Thursday, July 20, 2017

Camping for our Family Vacation

If we end up going on a family vacation this year, we plan to make it a camping trip.
I was/am a bit nervous about camping with a toddler plus having the additional challenge of being in my third trimester with kid #2, but there are a lot of reasons this is actually a better idea than a couple of days exploring a big city or taking a typical vacation.
My child doesn't like to sit still very long. She doesn't appreciate museums or expensive outings. But she loves being outside.
Here are some reasons we plan to camp this year for a family vacation:
-It will give us a lot of time to disconnect from the city life and connect with each other.

-We won't have to constantly be telling our daughter to sit still, be quiet, or stay close by.

-It gives us an opportunity to be very active in the outdoors.

-It's extremely inexpensive -- a state campsite is typically less than $30/night and sometimes even less than $15/night. You bring your own food and gear from home so not many expenses here that you would not ordinarily have if you were at home.

-It gives us a chance to explore the great outdoors with our daughter and make a lot of memories.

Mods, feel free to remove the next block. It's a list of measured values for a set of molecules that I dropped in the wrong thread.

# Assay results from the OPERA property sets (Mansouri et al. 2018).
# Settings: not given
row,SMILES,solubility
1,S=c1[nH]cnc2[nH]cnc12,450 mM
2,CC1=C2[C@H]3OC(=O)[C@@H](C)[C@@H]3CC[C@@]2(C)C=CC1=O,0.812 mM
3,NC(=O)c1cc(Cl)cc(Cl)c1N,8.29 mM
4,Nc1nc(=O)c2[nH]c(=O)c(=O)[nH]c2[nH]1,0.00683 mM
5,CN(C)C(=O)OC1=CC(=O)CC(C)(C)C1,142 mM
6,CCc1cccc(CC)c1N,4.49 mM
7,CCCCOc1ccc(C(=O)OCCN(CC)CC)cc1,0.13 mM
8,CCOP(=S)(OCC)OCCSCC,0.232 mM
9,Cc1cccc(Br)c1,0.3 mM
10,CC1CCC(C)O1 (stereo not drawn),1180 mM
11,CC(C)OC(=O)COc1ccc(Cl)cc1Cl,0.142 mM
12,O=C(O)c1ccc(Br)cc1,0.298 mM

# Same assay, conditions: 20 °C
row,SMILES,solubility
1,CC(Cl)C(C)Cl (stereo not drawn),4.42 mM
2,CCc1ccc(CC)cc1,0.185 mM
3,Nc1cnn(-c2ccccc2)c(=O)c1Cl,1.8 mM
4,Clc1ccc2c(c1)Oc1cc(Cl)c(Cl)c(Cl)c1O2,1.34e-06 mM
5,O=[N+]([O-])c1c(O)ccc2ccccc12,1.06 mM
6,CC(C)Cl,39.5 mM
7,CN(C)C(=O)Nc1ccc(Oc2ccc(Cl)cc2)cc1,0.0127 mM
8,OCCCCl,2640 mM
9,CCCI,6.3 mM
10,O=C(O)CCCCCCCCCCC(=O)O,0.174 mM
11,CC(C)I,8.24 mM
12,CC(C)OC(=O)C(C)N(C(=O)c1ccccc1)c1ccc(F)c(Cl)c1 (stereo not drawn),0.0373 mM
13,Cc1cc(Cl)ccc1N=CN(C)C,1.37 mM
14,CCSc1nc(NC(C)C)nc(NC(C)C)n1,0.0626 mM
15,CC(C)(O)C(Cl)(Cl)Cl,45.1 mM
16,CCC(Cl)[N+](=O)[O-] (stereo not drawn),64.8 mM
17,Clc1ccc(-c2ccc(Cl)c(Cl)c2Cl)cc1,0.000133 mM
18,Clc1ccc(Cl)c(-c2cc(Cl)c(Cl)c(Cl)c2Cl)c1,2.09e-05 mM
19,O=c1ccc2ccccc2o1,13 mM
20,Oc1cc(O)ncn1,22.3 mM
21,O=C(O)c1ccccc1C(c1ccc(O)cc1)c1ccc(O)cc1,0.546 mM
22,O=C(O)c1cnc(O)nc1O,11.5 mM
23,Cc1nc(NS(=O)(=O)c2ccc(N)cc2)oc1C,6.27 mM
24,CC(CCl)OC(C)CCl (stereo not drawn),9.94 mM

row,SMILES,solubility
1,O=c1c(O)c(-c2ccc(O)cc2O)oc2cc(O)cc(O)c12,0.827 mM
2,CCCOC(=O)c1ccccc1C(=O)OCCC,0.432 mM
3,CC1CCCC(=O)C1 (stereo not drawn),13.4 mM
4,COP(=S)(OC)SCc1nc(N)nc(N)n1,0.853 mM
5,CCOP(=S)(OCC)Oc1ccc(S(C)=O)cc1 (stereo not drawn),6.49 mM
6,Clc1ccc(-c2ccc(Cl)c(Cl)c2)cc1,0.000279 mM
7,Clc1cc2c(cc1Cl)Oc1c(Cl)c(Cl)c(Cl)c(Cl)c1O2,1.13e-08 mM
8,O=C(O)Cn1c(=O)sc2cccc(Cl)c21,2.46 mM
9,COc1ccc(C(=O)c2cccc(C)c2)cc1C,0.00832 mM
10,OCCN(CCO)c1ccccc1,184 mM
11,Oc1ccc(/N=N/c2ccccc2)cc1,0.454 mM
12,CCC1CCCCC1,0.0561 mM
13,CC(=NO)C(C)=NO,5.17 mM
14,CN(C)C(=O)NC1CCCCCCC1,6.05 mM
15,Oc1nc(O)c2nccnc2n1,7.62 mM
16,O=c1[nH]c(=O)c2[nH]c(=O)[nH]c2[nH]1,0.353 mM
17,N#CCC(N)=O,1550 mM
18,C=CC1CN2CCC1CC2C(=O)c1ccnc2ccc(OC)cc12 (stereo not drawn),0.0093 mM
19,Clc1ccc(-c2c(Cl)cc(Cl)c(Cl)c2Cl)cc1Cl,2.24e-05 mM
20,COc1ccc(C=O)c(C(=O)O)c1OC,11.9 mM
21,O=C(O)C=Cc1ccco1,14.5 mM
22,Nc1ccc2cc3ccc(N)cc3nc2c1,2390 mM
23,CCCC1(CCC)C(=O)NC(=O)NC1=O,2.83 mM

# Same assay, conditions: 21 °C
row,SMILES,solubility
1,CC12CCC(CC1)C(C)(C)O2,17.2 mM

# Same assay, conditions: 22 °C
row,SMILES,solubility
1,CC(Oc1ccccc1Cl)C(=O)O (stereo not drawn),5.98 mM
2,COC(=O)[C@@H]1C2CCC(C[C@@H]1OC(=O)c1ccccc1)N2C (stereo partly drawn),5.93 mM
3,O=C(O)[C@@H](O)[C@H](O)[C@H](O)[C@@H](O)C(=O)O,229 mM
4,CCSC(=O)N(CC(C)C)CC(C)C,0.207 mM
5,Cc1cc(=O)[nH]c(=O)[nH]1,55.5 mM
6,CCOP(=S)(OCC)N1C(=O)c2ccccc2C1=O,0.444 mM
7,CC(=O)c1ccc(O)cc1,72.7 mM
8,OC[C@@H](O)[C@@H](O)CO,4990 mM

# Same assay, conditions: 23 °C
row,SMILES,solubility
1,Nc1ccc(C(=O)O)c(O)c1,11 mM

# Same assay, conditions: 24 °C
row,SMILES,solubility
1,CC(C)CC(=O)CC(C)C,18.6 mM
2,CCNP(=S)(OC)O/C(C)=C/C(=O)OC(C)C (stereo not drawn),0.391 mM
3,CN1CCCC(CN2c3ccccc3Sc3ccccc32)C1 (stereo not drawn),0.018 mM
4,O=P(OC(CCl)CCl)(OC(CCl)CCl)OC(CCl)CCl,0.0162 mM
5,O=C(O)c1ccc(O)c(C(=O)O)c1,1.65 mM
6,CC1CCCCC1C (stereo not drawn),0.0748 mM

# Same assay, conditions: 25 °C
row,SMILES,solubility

Do you ever go camping as a family? What do you like to do while camping?

Wednesday, July 19, 2017

Value Proposition Success Story

As an alumni of the Praxis program, I continue to be actively involved in the community. There has been a push from the Praxis leadership to focus on presenting value propositions or pitch decks when looking for a job. These should be customized to the company and position so as to show the person hiring that you know about them and their mission, you know how to do the job with minimal training, and you are a good fit for the company culture. They can take the shape of an email, a power point, a video, or any other project/form of communication that will get their attention.

Companies don't hire people just for charity. They want to know you can do the job and produce the output they need. A value proposition shows that.

I currently work for a major corporation which values both years of service to the company and higher education. Those are two ways they weed out applicants when looking to promote somebody. I have run into road blocks when it comes to even just getting interviewed for other positions due to this sorting mechanism. They hired me without my Bachelors degree but now I am struggling to move within the company without either that BA or several more years at the company.

Recently a position came open that looked like a perfect fit for the skills I have been developing all my life. I wanted this position or at least the chance for an interview. I put in my resume and letter of interest... but I was not chosen to move forward in the process. Another person who was also not chosen does not have their BA either. We imagined that they weeded us out largely based on that lack of credential as it did state "BA preferred" on the job description.